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Your KS #45: Doon Stone, Invisible Woman?

In November 1985, a public notice appeared in the Sydney Morning Herald asking for any person to come forward who had ‘any claim upon the Estate of WINIFRED STONE (also known as DOON STONE), retired Schoolteacher, late of Tuross Head in the State of New South Wales, who died on 24th July’. Doon had died at the age of eighty apparently without family and without a will. It was the sad postscript to the life of one of Katharine Susannah Prichard’s close friends. Doon intrigues me because little has been known about her. She is mentioned several times in Ric Throssell’s biography of Katharine, but without much background. With some biographical detective work, I’ve pieced together something of the life of a woman who lived out of the spotlight.

Katharine and Doon met during one of Katharine’s visits to Kalgoorlie in the 1930s. Doon had grown up in Kalgoorlie where her father, Henry Tombs, worked at the post office. She had won a scholarship to complete her schooling at Perth Modern from about 1916 and then studied to be a primary school teacher, working at Baldivis and Thomas Street schools in the 1920s. She married an Irish miner named Laurence Doyle in 1929 and returned to live in Kalgoorlie. She is mentioned acting in a number of productions of the Repertory Club.

Doon idolised Katharine, captivated by the way she spoke and her literary fame. When Katharine returned to Kalgoorlie to research her goldfields trilogy in 1941, Doon invited her to stay at her house for nine weeks. Doon wrote, ‘I had an unshakable conviction in her creative art, that amounted to fervour, and the routine of my days revolved around her needs.’ Doon arranged trips for Katharine to the mines and introduced her to locals for her research. Katharine also used Doon’s own memories of growing up in Kalgoorlie for the trilogy. Her help was important enough for Katharine to dedicate Golden Miles, the second volume, to her. For the rest of Katharine’s life, she and Doon wrote letters to each other regularly.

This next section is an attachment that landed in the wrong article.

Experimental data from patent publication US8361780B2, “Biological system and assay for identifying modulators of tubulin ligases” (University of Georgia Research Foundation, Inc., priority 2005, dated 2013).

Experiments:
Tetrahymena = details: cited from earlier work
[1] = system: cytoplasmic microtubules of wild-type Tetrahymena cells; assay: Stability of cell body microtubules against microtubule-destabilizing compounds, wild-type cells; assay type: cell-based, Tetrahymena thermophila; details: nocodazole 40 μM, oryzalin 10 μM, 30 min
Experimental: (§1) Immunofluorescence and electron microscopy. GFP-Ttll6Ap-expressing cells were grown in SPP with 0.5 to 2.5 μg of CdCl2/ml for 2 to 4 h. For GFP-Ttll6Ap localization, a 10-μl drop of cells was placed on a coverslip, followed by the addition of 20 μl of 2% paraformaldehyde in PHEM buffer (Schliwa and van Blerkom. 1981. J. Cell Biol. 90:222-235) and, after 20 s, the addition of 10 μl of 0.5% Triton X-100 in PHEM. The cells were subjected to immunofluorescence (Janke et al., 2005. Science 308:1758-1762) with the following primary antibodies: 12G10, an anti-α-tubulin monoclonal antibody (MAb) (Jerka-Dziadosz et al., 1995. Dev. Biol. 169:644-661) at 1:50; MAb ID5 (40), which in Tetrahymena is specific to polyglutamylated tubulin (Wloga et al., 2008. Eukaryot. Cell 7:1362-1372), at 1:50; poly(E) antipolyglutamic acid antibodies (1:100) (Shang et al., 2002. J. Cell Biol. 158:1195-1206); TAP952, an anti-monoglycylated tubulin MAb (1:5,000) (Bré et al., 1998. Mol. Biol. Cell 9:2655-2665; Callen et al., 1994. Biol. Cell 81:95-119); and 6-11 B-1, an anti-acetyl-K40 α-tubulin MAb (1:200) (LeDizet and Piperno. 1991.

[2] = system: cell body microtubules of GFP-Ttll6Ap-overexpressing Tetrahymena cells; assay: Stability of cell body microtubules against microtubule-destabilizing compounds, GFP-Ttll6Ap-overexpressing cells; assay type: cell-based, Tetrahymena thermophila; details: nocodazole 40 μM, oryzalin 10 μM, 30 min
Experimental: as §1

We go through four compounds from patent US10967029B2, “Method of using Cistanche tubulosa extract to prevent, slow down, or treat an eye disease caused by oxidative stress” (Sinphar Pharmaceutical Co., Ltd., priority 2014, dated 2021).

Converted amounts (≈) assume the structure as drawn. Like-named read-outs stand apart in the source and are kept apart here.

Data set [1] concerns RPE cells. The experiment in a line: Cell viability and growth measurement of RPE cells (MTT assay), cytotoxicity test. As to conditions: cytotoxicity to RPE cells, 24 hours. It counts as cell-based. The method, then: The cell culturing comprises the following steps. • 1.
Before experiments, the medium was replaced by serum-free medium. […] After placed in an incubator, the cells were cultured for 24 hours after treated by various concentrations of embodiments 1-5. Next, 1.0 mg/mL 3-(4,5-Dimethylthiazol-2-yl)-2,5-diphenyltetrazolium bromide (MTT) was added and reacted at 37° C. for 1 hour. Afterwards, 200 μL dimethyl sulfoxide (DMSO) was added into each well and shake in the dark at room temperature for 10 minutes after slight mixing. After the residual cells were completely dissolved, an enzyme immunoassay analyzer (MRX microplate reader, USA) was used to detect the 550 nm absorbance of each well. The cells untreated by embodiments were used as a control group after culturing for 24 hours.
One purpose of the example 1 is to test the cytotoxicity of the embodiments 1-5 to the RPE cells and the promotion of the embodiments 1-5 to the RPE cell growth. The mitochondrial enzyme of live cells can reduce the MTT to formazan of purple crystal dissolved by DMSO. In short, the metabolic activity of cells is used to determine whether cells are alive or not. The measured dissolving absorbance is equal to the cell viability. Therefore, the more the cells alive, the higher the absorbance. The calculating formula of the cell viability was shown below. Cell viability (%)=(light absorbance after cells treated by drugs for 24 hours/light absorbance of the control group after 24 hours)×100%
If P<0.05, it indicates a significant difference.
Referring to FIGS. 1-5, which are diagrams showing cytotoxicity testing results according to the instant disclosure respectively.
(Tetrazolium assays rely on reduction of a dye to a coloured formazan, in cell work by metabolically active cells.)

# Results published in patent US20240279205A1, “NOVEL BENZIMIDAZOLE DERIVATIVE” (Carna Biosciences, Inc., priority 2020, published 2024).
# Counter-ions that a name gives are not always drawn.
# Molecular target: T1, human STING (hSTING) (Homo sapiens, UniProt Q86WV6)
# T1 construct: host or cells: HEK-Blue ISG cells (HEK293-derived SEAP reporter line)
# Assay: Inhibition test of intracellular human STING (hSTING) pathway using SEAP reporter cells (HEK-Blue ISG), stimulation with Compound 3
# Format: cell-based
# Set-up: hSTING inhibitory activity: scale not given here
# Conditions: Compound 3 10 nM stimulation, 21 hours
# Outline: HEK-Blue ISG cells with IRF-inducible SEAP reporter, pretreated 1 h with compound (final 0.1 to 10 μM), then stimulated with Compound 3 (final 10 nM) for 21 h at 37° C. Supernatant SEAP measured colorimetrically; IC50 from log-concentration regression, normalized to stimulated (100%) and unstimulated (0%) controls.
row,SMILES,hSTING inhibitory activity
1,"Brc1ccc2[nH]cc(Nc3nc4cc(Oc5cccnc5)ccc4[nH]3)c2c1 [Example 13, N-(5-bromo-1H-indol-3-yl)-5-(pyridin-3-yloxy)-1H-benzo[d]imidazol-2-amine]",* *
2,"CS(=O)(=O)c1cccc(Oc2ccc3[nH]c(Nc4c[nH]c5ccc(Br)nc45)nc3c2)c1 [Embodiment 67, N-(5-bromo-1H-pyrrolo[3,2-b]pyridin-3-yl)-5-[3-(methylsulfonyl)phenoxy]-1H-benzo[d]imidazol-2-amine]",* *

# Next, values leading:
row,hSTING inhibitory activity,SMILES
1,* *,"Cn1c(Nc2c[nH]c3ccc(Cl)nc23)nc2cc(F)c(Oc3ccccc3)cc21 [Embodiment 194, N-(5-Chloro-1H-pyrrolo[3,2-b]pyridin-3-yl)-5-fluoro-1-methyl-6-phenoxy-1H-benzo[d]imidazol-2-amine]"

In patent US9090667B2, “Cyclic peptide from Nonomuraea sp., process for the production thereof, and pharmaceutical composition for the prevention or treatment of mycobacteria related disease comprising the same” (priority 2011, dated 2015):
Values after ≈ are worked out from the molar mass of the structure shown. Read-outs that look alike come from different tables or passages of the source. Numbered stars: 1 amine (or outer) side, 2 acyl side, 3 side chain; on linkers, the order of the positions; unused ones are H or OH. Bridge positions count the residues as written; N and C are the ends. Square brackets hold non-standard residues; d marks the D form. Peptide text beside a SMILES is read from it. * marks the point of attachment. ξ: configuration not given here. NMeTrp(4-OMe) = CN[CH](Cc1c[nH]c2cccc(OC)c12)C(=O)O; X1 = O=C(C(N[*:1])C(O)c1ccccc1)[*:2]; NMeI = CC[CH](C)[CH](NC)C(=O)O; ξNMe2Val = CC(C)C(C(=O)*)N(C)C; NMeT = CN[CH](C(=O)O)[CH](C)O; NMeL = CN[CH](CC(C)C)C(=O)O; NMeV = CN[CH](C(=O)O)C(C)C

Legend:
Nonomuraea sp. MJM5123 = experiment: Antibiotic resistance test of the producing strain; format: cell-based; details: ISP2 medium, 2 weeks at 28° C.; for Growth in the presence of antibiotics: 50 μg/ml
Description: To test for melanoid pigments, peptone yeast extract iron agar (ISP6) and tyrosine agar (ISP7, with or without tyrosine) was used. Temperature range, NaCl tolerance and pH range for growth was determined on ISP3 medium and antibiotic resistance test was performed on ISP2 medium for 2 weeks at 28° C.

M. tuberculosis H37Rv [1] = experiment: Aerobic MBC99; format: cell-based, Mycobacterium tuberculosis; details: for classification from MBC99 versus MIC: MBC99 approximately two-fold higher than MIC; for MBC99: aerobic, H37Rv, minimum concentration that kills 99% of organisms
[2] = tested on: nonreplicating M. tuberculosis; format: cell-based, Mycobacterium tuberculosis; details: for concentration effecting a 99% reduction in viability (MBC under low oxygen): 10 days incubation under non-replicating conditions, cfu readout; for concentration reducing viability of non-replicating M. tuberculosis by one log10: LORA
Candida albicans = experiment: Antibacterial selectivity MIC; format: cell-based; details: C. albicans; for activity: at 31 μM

Later in the war, Doon’s husband deserted her and she joined the Women’s Auxiliary Air Force. In 1944 she remarried Lieutenant Lewis Stone. They moved to Heidelberg in Melbourne and in 1953, ASIO became interested in them, perhaps because of Doon’s friendship with Katharine. They weren’t members of the Communist Party but the ASIO investigation reported that Lewis ‘entertains Communistic views and is in the habit of expressing himself freely during lunch breaks at his place of employment’.

In 1956, Doon was meant to be accompanying Katharine on a trip to Europe, but after suffering poor health, Katharine cancelled. Doon was devastated and her handwritten memoir of Katharine shows she never forgave her, nursing bitterness over it for the rest of her life. However, Katharine had no idea of the depth of Doon’s hurt and the two continued writing to each other. Katharine’s final letter to Doon is dated 2 October 1969, the day Katharine died. Doon later deposited 150 letters from Katharine with the National Library, along with the manuscript of her memories of her; they are a significant archival source for studying Katharine’s life.

I don’t know what prompted her to move from Heidelberg to Tuross Head on New South Wales’ south coast. The public notice months after her death along with the hurt in her manuscript make me imagine her last years as sad and lonely ones. But perhaps they weren’t; they may have simply been quiet ones. The truth is, most people don’t leave that many historical traces behind and perhaps I shouldn’t make too much of the absences and silences.

- Picture: Doon in her thirties, Kalgoorlie Miner, 12 July 1938, 1. More about Katharine on Nathan’s blog at

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